Leaning over, Sharon scooped her up. "Someone who flies, huh?" she asked.

Hera nodded, then said tried to say a series of syllables that were too complicated for her, and came out garbled. Sharon narrowed her eyes, recognizing a few of them. "Starbuck did, huh?"

"Ya!" Hera beamed. Hera liked Starbuck, and strangely, Starbuck seemed to like Hera. Or at least, she didn't flinch away from her. And Sharon had the distinct impression Kara wasn't all that fond of children. Especially given their argument after the farm.

"Starbuck is a bad influence, Hera." Sharon chuckled suddenly, "But I bet she likes it that way, huh?"

"Frak," agreed Hera, her tone solemn.

"Next time I see her, we are totally having a discussion about child-appropriate words," Sharon muttered as she maneuvered Hera back onto the bed so she could get her dressed for daycare.

7. -six civvies shaving-

While he'd been growing up, Helo had shared more than his share of school bathrooms with other kids. Once in the military, he'd shared larger heads with the people he crewed with. But nothing had really prepared him for the sight of able-bodied adults using the school bathroom at Delphi Union High. The room was busy, as the resistance moved in and out, taking care of their morning routines.

Feeling a little like he'd never left grade school, he jostled his way between two of the smaller members of Anders' resistance. It was laughable, really. He was bigger than most of them--except maybe Hillard. And they were people. Alive, vibrant, real people. Not fakes or copies or machines. He shuddered a little, trying to decide whether that was just some mental defense against Sharon or not. He loved her, but...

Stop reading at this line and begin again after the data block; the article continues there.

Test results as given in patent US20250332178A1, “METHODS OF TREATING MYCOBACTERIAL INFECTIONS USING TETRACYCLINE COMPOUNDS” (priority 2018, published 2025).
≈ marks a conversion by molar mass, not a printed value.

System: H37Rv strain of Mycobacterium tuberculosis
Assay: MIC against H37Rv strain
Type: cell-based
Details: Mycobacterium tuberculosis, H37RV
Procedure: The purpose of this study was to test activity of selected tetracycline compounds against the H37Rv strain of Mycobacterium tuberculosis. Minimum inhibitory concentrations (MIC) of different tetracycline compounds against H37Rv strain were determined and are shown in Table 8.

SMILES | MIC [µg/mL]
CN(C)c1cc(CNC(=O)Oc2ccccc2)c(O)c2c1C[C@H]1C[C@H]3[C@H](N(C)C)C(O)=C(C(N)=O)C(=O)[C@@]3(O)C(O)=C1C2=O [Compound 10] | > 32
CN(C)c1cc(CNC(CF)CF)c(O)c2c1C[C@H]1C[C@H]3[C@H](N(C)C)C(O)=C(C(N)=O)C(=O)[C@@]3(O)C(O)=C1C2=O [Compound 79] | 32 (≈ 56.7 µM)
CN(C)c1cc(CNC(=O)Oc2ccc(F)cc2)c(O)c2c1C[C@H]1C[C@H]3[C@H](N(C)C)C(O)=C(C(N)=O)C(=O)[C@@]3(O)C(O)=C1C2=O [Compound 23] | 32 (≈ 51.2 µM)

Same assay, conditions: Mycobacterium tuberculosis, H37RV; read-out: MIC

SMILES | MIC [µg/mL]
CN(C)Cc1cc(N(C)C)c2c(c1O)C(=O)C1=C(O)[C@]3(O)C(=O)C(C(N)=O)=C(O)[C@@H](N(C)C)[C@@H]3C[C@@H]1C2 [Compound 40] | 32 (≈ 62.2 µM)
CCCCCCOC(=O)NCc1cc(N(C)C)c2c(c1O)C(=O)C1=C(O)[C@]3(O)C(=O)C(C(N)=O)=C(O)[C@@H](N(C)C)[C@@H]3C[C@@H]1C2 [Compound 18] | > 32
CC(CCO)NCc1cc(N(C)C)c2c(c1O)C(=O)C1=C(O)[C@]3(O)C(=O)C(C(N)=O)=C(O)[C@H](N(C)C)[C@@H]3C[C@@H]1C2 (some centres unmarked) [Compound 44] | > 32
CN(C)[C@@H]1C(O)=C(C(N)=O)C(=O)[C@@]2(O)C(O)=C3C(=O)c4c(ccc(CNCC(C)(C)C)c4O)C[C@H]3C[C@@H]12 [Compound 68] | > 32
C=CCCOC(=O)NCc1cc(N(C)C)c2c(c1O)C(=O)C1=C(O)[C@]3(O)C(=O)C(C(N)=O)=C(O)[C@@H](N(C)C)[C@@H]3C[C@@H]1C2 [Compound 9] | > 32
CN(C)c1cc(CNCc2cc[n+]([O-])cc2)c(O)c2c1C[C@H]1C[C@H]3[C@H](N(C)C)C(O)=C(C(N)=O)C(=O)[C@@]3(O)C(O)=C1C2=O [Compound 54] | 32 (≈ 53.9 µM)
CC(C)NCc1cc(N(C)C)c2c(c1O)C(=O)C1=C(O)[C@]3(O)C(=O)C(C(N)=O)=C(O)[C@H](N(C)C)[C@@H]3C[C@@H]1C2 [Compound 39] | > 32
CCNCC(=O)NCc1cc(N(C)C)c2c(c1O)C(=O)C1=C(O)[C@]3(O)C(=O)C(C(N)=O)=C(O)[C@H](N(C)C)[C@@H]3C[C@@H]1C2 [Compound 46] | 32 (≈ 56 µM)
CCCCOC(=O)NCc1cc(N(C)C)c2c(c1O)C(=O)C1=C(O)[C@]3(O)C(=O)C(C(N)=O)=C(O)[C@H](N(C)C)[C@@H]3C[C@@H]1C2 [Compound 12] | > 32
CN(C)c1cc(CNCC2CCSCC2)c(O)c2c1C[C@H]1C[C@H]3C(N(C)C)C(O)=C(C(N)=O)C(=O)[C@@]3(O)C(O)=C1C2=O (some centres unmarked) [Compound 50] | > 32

Someone elbowed him, trying to get space at the sink, and he looked down to find Sue-Shaun glaring at him. "Hey."

"Need all this space for your delicate ablutions, Lieutenant?" She mocked, before leaning over the sink to rinse the toothpaste from her mouth.

"Yep," he agreed, sticking his well-used toothbrush under the same faucet she'd just used. He didn't want to think about the fungus that had probably grown on the thing since he'd been on the run for so long. He just counted his blessings that he had it. His mama used to tell him his teeth were the most important thing he could keep clean. He'd been brushing with soap for two months, now, it was nice to use mint-flavored paste again.

Sue-Shaun snorted her opinion of that, but moved out of the way, since she was done with her morning routine.

Brushing his teeth gave Helo time to consider what to make of Anders and his people--they weren't military, but they'd survived better off than he had. The running water at the school meant that he'd gotten his first real shower in months the night before, and damn if it hadn't felt good. He'd been reluctant to put his flight suit back on and Anders had loaned him scrounged sweats. The clean fabric was almost heaven. They were surviving, and doing more than that. They were trying to fight back--sure, they weren't organized in their methods, but that was probably why they were still alive.

Quick, unexpected attacks were surprising the cylons far more than concerted, carefully-planned ones would have. Although the humans couldn't afford the same sort of casualties as the cylons could--and Karl tried not to think of Sharon, and her never-ending supply of ready bodies.

"Helo!" Kara barreled into him, hugging him good morning and stealing his toothbrush.

"Hey--" he objected.

"Can I borrow this?" she asked, already rinsing it off and reaching for the paste.

Spitting out his mouthful of water, Helo snorted, "You aren't afraid of germs, Starbuck?"

"If I get halitosis, I'll blame you, Helo." She comforted, patting his shoulder and starting on her teeth.

She seemed bright and cheerful for such an early morning. And she looked rumpled. Helo narrowed his eyes, noticing that she was indecently happy for someone stranded on a nuclear-wasted planet. "You have a good night, Starbuck?"